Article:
Handling heartburn


Heartburn is the most common gastrointestinal symptom affecting more than ⅔ of the US population, but we’ve all likely had heartburn at some point. Proton Pump Inhibitors (PPI’s), drugs typically prescribed for heartburn symptoms (they reduce the acid production in your stomach), are among the top 10 most prescribed medications.

For those that don’t want to rely on PPI’s, there are many dietary and lifestyle strategies that can help relieve symptoms or even eliminate them for good.

Learn diet and lifestyle changes that can help reduce the most common GI symptom that affects more than ⅔ of the US population - #heartburn. #saslife Click To Tweet

What’s in a Name

Heartburn is the symptom caused by acid reflux.

GERD (gastroesophageal reflux disease) is the chronic, more severe form of acid reflux.

As odd as it sounds, the majority of heartburn is not caused by too much acid in the stomach but by acid backing up into the esophagus. There is a group of muscles called the lower esophageal sphincter (LES) that, when closed, prevents stomach acid and contents from traveling back up the esophagus. We cannot consciously control the actions of these muscles, but there are some things that cause them to relax, which allows the acid from the stomach to reach the esophagus and cause burning or even damage to the tissue.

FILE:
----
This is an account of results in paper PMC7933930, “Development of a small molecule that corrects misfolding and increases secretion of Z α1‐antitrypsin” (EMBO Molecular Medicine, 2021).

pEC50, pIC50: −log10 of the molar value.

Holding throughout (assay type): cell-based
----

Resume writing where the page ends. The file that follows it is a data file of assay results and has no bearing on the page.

But stomach acid is not a bad thing. We need stomach acid to breakdown and digest our food as well as to kill bacteria, viruses and other pathogens that we might ingest. Heartburn can also be caused by other issues such as delayed gastric emptying (when food stays in your stomach longer than it should), damage to the protective mucosal layer in the esophagus, hiatal hernia, low saliva issues, and others.

Reducing the Burn

Certain foods can cause the LES to relax, while other foods increase symptoms by delaying gastric emptying, irritating esophageal tissues, etc. If you are having heartburn symptoms, try limiting or avoiding the following foods for at least three to four weeks, then challenge them back in one at a time to see if they are a trigger for you:

  • Caffeine – tea, energy drinks, soda, etc.
  • Coffee (even decaf)
  • Chocolate
  • Citrus
  • Onions
  • Garlic
  • High fat or fried foods
  • Carbonated beverages
  • Spicy foods
  • Tomatoes
  • Peppermint/Spearmint